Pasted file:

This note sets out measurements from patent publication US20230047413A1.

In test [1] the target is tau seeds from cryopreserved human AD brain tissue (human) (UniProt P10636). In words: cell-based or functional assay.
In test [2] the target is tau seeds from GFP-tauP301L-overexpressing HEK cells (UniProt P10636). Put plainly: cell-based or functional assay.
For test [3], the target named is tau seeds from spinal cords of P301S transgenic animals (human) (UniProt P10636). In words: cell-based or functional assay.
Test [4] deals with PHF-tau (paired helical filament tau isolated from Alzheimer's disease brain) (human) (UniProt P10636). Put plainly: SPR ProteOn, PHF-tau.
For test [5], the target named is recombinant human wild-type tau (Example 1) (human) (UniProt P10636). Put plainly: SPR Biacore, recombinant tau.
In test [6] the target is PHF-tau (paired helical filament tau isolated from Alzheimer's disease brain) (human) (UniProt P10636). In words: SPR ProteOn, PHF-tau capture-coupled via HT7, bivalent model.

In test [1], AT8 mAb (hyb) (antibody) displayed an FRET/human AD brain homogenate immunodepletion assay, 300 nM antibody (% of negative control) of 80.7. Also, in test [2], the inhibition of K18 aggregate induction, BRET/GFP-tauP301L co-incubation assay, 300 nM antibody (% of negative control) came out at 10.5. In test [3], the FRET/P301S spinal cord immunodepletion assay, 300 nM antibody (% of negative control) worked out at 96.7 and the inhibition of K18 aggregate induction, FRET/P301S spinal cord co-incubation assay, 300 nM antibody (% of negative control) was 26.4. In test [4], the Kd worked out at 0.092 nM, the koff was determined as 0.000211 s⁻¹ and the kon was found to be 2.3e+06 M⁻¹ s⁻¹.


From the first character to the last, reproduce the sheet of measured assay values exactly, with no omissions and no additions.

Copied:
This note sets out measurements from patent publication US20230047413A1.

In test [1] the target is tau seeds from cryopreserved human AD brain tissue (human) (UniProt P10636). In words: cell-based or functional assay.
In test [2] the target is tau seeds from GFP-tauP301L-overexpressing HEK cells (UniProt P10636). Put plainly: cell-based or functional assay.
For test [3], the target named is tau seeds from spinal cords of P301S transgenic animals (human) (UniProt P10636). In words: cell-based or functional assay.
Test [4] deals with PHF-tau (paired helical filament tau isolated from Alzheimer's disease brain) (human) (UniProt P10636). Put plainly: SPR ProteOn, PHF-tau.
For test [5], the target named is recombinant human wild-type tau (Example 1) (human) (UniProt P10636). Put plainly: SPR Biacore, recombinant tau.
In test [6] the target is PHF-tau (paired helical filament tau isolated from Alzheimer's disease brain) (human) (UniProt P10636). In words: SPR ProteOn, PHF-tau capture-coupled via HT7, bivalent model.

In test [1], AT8 mAb (hyb) (antibody) displayed an FRET/human AD brain homogenate immunodepletion assay, 300 nM antibody (% of negative control) of 80.7. Also, in test [2], the inhibition of K18 aggregate induction, BRET/GFP-tauP301L co-incubation assay, 300 nM antibody (% of negative control) came out at 10.5. In test [3], the FRET/P301S spinal cord immunodepletion assay, 300 nM antibody (% of negative control) worked out at 96.7 and the inhibition of K18 aggregate induction, FRET/P301S spinal cord co-incubation assay, 300 nM antibody (% of negative control) was 26.4. In test [4], the Kd worked out at 0.092 nM, the koff was determined as 0.000211 s⁻¹ and the kon was found to be 2.3e+06 M⁻¹ s⁻¹.